McCoy featured in 10-part Starz docuseries ‘America to Me’

“America to Me” created by Steve James (“Hoop Dreams”) investigates racial inequity at Oak Park and River Forest High School (OPRF) in the Chicago suburb of Oak Park, Illinois, a school with a diverse student body, a 94 percent graduation rate, and a persistent 9 percent achievement gap between white and black students.

Kendale McCoy
Kendale McCoy ’20

Kendale McCoy ’20 was an honors-track senior during the filming in 2015-16 and was one of the students the film crew followed everywhere.

McCoy is studying secondary education and creative writing at Cornell. He’s also on Cornell’s wrestling team. He said he chose Cornell for the block plan.

“It has really helped me stay organized and focused in my classes,” he said.

In the docuseries, McCoy is seen as an overscheduled high school student on the wrestling team and in the marching band. Sophie Gilbert in The Atlantic wrote that McCoy “is one of the most compelling characters. Code-switching effortlessly between the mostly black athletes and the mostly white musicians, Kendale is gregarious and popular, but in spoken-word classes, he reveals some of the turmoil he feels inside.”

When asked how he felt about being filmed and wearing a microphone all the time, McCoy said, “It was very weird at first. My first day of school, I was followed by a cameraman, a sound guy, and a producer. They all surrounded me every step I took for most of the day, but eventually, it got to the point where I forgot they were even there.”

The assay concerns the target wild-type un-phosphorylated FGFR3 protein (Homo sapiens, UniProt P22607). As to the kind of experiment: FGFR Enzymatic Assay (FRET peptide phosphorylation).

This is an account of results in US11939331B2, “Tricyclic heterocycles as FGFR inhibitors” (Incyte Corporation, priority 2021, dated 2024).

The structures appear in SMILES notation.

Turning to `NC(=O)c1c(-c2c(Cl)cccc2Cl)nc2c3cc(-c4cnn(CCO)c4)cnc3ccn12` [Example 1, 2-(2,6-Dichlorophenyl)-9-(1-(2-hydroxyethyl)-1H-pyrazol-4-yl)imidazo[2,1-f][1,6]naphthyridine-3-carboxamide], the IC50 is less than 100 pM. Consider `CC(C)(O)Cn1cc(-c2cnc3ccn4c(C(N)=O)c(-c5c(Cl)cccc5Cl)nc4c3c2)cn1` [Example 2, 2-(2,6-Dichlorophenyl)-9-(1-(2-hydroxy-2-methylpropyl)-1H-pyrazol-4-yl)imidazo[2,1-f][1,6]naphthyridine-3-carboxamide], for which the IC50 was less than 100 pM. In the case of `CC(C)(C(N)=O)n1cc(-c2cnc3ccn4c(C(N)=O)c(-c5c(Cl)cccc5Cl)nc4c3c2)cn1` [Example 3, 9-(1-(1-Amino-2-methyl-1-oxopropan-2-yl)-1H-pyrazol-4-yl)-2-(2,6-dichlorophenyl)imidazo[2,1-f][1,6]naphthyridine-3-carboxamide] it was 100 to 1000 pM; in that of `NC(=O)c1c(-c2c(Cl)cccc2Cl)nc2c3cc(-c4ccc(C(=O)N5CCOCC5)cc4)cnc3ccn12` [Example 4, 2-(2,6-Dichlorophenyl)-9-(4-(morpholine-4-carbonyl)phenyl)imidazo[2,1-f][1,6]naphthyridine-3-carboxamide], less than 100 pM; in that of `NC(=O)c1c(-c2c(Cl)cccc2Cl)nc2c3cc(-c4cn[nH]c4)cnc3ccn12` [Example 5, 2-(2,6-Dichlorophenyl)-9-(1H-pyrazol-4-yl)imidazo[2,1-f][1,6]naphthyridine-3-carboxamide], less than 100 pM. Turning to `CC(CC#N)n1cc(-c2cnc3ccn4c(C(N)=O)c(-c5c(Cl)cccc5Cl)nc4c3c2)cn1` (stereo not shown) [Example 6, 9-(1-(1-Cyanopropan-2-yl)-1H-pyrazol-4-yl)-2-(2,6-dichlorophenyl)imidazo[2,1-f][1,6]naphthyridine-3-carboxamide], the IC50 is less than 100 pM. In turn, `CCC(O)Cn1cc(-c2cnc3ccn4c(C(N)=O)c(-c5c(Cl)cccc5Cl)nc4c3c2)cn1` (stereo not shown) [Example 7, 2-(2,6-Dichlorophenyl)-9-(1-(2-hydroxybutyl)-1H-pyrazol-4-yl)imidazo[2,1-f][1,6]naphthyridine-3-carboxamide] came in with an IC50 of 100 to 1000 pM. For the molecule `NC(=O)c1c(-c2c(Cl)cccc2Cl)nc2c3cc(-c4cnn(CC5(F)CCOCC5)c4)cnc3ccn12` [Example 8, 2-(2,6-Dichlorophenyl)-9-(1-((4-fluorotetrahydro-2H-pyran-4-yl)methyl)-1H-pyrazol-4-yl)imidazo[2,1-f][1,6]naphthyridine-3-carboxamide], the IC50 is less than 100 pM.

The film crew also followed McCoy on his campus visit to Cornell. (The footage made the final cut.) 

Photo of photographer taking picture of people involved in the documentary
Pictured from the left: Kendale McCoy ’20, Jessica Stovall (OPRF teacher), Grant Lee (OPRF student), and Steve James (director)

McCoy wants students at Cornell to watch the docuseries even if it is sometimes hard to watch.

“I think the series will really shed some light and inform people that there are students struggling to do well in school and race plays a factor in that,” McCoy said.

Although it makes McCoy a little uncomfortable having people he doesn’t know see his life play out, he still believes films like “America to Me” are vital for a society that needs to better understand what’s happening and encourages everyone to check it out.